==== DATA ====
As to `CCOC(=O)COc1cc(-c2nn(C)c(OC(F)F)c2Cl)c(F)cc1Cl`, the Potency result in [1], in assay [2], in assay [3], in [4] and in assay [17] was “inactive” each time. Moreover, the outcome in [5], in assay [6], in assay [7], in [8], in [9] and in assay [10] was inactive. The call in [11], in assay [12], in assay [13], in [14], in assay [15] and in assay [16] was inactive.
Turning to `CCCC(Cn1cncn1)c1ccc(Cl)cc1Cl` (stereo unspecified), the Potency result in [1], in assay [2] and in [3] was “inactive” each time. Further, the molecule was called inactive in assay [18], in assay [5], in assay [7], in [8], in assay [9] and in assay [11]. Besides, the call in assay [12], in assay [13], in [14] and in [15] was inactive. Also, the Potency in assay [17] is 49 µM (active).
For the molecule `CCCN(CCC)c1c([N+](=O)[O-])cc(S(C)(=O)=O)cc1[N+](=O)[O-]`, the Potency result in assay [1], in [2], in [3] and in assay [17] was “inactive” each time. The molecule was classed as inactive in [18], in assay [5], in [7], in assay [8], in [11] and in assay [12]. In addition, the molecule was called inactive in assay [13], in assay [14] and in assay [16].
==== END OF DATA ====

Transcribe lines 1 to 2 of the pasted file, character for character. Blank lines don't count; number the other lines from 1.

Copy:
As to `CCOC(=O)COc1cc(-c2nn(C)c(OC(F)F)c2Cl)c(F)cc1Cl`, the Potency result in [1], in assay [2], in assay [3], in [4] and in assay [17] was “inactive” each time. Moreover, the outcome in [5], in assay [6], in assay [7], in [8], in [9] and in assay [10] was inactive. The call in [11], in assay [12], in assay [13], in [14], in assay [15] and in assay [16] was inactive.
Turning to `CCCC(Cn1cncn1)c1ccc(Cl)cc1Cl` (stereo unspecified), the Potency result in [1], in assay [2] and in [3] was “inactive” each time. Further, the molecule was called inactive in assay [18], in assay [5], in assay [7], in [8], in assay [9] and in assay [11]. Besides, the call in assay [12], in assay [13], in [14] and in [15] was inactive. Also, the Potency in assay [17] is 49 µM (active).